Today is my second-to-last day in Exeter. It's a bit stressful, because I've just settled in, and then I'll have to be off again, on a whirlwind tour of 5 places, 7 shows. I had another brief meeting at the university today, this time with Prof. Daniel Ogden, who has written a number of books on ancient Greek and Roman religion, including one on necromancy that has been on my reading list. Talking with him was helpful, because he summed up the difference between British and American scholarship: Americans are interdisciplinary, the British aren't. The comparative approaches we prefer in the States don't have many adherents in the UK, and possibly not in Europe. The concern here, of course, is finding someone who can support my own intellectual approach to esoteric material.
After talking to him, I gave some more thought to Antoine Faivre's classification of esotericism, and decided to re-read something on his approach in the library. It seems to me that Exeter adopts what Faivre refers to as the "critical-historical" approach, rather than a "universalist" approach to esoteric topics. This is certainly to be an expected attitude in British academia, and I have noticed it elsewhere. Now the burden is on me to either define my interests in these terms and get going at Exeter, or to look elsewhere for someone who supports a more universalist approach. On the whole, I have done my homework on departments, and I feel Exeter has more to offer me than other programs, so I will have to give the issue some thought. Tomorrow I talk to the international office about what's involved for someone enrolling from abroad, and what my options may be with regard to funding.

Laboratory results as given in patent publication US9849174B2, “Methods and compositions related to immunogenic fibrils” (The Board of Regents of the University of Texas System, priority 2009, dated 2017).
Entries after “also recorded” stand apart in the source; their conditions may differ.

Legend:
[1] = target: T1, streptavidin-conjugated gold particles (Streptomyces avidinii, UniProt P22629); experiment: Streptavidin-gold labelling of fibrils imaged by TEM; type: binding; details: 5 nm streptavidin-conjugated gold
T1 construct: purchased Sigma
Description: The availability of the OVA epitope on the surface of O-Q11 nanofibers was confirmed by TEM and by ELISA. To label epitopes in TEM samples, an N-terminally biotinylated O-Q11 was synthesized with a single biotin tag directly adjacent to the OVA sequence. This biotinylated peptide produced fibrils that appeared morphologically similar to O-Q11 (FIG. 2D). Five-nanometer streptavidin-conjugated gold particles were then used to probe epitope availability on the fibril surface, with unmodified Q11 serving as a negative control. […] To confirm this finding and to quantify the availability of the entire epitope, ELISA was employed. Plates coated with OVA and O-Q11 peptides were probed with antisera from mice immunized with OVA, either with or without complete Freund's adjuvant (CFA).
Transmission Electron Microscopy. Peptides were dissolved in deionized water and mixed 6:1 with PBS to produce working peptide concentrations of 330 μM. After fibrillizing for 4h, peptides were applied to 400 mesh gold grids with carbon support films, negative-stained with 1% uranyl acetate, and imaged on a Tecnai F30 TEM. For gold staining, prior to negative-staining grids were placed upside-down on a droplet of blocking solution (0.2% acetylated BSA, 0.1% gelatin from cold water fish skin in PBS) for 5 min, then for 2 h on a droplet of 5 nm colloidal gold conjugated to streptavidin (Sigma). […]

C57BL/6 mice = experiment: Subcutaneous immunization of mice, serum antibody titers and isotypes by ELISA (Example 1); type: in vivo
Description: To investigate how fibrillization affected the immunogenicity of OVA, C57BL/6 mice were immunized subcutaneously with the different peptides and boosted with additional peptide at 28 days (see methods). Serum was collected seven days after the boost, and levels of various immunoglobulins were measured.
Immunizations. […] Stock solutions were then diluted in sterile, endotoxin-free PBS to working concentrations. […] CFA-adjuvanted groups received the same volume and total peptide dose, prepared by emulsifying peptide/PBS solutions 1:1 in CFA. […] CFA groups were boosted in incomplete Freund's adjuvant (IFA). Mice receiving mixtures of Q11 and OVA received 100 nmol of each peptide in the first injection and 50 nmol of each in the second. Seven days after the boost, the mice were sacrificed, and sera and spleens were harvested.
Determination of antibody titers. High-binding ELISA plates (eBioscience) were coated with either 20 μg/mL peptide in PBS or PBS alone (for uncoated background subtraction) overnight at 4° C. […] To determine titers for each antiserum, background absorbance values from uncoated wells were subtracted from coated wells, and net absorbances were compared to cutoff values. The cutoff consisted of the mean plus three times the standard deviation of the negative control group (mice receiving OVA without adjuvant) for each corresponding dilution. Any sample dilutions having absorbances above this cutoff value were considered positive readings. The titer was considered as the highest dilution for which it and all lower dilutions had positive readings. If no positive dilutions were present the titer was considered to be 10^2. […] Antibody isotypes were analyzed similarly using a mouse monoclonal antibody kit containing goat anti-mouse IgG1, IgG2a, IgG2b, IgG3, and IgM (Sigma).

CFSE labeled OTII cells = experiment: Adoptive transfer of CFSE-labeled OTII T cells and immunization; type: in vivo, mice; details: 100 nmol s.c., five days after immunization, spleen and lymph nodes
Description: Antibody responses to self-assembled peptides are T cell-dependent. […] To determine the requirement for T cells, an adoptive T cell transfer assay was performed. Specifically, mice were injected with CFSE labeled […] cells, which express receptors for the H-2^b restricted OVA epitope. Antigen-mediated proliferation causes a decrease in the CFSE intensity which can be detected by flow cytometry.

Not all of my time here has been "business", and today was no exception. After a post-office stop, I made my way to the White Hart Hotel for a drink. The White Hart has been around since the 14th century, and the well out back was supposedly home to a "cockatrice", which is a cross between a cockerel and a serpent. It was identified by a foul smell. I suspect the foul smell has other origins, but that was a good enough explanation in 1640. It's a wonderful quiet place, with mostly older patrons, which suits me better that noisy pubs overrun by college students. I am something of an old fogey in my own way, or perhaps just "librarianish".
Afterward, I realized that the Quay was just a short walk from the pub. I headed onto the overpass crossing the M5, and went down a series of stairs by the old city wall, and down to the river. The riverfront has many stores and cafes, and I decided to stop for some tea and to sit by the river. After all, there is nothing more British than a cup of tea, even though most everyone seems to drink coffee nowadays. The day was chilly with a breeze, so I imagine they will not be having outside service much longer. There are birds all along the waterfront--swans, seagulls, and pigeons, mostly. An intrepid brown and white pigeon cased my table, so I gave him my crumbs when I finished eating. The afternoon was wearing on, and soon I realized I had to start to head back. If the day had been warmer, I think I would have spent a lot more time walking around, but things were getting quite raw.
In the interest of being frugal with my remaining cash funds, I've chosen to stay in tonight. Tomorrow I won't be able to do much either, though I am hoping to get in one more good walk around the city. It is a bit hard to believe that by week's end, I will have been in Bristol, Manchester, and Liverpool. At that point there will be little discussion of sightseeing, and pretty much all-John-Foxx-all-the-time, as I won't have much time to do anything else until I get to London.